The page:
Ex-Harvard Bio Prez Leads Spin-Off’s Plan to Make Engineered Organs
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stripped the donor trachea of all of its cells first, leaving just a collagen tube. They then used the tube as a scaffold upon which to build the new organ, placing it in the bioreactor and seeding it with cells derived from the patient’s own bone marrow and airway. After incubating the trachea in the bioreactor for four days, Macchiarini implanted it into Castillo.
Green was floored by the paper. He e-mailed Macchiarini and wound up licensing the bioreactor technology from two of his colleagues, Sara Mantero and Adelaide Asnaghi, engineers at the University of Milan who invented the technology. Harvard Bio brought the device in-house, looking for ways to refine it for commercial use.
“At that point, we looked at ourselves as a bioreactor company,” Green says.
Harvard Bio, however, quickly made a few key realizations. Green says, that it didn’t make any sense to sell bioreactors on their own without also providing scaffolds for the organs that doctors would want to grow in them. Though Macchiarini’s team had succeeded in using a cadaver organ as a scaffold for Castillo’s new trachea, using a synthetic scaffold made out of rubbery nanomaterials would eliminate the need to find a donor organ.
Such scaffolds were occasionally being made in academic labs, but those lacked the quality control procedures necessary for making commercial medical products, Green says. Harvard Bio also collaborated for a time with an Ohio-based startup called Nanofiber Solutions, which constructed scaffolds out of polymers like PET. Harvard Bio used Nanofiber’s scaffolds to create tracheas for four patients, but Green says that three of them have since had to be replaced because they were essentially collapsing inward. (Nanofiber, for its part, disputes this part of the story. The two companies have clashed over intellectual property in the past, according to the Columbus Business First.)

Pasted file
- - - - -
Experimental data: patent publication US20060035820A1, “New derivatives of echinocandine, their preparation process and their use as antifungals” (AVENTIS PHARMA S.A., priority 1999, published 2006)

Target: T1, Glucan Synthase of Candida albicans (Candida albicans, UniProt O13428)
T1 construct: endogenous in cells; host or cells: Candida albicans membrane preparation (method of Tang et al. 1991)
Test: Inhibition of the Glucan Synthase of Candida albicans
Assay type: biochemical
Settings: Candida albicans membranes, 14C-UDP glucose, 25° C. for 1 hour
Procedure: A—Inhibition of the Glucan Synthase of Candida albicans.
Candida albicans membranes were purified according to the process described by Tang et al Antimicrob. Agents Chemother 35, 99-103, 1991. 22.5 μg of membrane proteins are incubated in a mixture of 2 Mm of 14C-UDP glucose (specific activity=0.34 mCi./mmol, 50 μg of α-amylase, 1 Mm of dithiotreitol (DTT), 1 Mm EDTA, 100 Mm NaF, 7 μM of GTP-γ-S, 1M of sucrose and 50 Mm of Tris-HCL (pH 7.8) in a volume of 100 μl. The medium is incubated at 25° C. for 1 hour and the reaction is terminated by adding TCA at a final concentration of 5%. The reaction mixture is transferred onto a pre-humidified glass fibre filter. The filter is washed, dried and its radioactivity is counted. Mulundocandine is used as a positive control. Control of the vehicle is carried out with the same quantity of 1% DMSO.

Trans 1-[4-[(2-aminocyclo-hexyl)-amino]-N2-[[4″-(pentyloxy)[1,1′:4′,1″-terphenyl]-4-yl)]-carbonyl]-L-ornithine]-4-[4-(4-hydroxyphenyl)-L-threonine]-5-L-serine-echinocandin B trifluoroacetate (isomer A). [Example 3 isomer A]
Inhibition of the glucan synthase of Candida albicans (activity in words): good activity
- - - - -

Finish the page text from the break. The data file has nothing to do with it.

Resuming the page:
Ultimately Harvard Bio decided it would have to manufacture the scaffolds itself. And in early conversations with the FDA it became clear that in order to win regulatory approval the company would also have to control the process of seeding patient’s cells into the scaffolds to create the engineered organs, Green says. If the company simply supplied the scaffolds and bioreactors to doctors and left the seeding process up to them the risk of contamination would be too high and quality control would be lacking, he says.
So Harvard Bio set aside the idea of selling tools for making tracheas and began focusing on a plan for supplying the organs themselves. The idea is that a surgeon would select the scaffold that best fit a particular patient from a menu of size options and send the company some of the patient’s cells. Harvard Bio would take care of the seeding and incubation steps and, within a few days, ship a completed organ back to the surgeon, who would perform the implantation.
The growing project shifted Harvard Bio’s center of gravity. While the company kept selling its lab instruments, it was also investing heavily in what was fast becoming a full-scale organ engineering business. The project was an outlier, and a burden on Harvard Bio’s cash resources.
“I really believed it was necessary to split the companies up,” Green says.
So on Dec. 1, 2012, HART, filed an S-1 with the Securities and Exchange Commission. The plan was originally for Harvard Bio to give HART a $10 million investment and offer public investors 20 percent of the spin-off through an IPO (Harvard Bio would sell the rest later). Instead, in October, the companies decided to make it a clean break. Harvard Bio instead gave its shareholders one HART share for every four Harvard Bio shares that they already owned, kicked in $15 million, and essentially washed its hands of the regenerative medicine project.
In the process, a few of Harvard Bio’s key leaders fled to HART. Thomas McNaughton, Harvard Bio’s CFO, took up the same role at HART, and onetime Harvard Bio CEO Graziano joined HART’s board as a director.
With the team in place, now it’s on to the hard part—moving beyond a few last-resort surgeries, to establishing engineered organs as real options for patients.
To date, HART’s bioreactors have been used to prepare tracheas for just … Next Page »